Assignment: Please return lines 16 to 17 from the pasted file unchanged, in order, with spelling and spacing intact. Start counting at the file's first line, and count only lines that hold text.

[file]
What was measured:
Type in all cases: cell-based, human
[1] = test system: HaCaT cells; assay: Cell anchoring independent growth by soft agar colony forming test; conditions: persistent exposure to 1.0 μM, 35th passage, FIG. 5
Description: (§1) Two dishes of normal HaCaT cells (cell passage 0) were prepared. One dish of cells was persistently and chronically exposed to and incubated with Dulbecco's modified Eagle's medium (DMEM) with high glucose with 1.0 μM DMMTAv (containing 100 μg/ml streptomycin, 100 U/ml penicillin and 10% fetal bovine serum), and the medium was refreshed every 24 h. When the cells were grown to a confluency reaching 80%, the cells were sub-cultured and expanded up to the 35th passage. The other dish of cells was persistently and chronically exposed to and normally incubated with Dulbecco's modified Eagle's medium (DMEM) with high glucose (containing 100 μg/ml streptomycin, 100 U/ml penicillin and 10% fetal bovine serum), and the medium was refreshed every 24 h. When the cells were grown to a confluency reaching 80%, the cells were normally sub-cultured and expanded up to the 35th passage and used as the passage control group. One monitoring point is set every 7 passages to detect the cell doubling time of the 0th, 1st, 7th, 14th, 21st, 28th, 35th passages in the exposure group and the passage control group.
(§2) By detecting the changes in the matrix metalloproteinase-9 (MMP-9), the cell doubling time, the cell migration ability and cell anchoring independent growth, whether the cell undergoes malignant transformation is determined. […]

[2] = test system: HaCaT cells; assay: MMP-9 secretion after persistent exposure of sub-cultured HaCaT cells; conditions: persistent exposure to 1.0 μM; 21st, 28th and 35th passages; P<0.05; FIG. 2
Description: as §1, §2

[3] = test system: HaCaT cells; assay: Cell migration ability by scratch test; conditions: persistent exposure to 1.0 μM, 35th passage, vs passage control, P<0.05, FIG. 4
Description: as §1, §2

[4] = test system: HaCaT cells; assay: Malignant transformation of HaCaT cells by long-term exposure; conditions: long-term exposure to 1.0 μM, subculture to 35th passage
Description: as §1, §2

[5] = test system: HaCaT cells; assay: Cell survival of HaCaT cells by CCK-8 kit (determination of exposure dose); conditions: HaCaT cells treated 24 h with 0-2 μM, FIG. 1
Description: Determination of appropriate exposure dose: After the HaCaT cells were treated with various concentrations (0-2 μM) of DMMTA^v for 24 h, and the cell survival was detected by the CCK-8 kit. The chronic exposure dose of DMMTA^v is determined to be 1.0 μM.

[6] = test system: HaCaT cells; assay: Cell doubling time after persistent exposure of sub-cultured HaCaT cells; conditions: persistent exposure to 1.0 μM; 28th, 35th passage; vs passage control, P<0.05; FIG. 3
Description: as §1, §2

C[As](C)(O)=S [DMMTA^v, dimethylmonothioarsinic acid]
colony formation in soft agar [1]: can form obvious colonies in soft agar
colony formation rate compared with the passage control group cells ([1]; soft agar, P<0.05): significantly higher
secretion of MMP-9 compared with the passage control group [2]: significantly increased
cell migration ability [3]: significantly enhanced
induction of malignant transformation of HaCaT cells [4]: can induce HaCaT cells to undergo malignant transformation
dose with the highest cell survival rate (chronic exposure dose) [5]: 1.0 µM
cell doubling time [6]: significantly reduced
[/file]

C[As](C)(O)=S [DMMTA^v, dimethylmonothioarsinic acid]
colony formation in soft agar [1]: can form obvious colonies in soft agar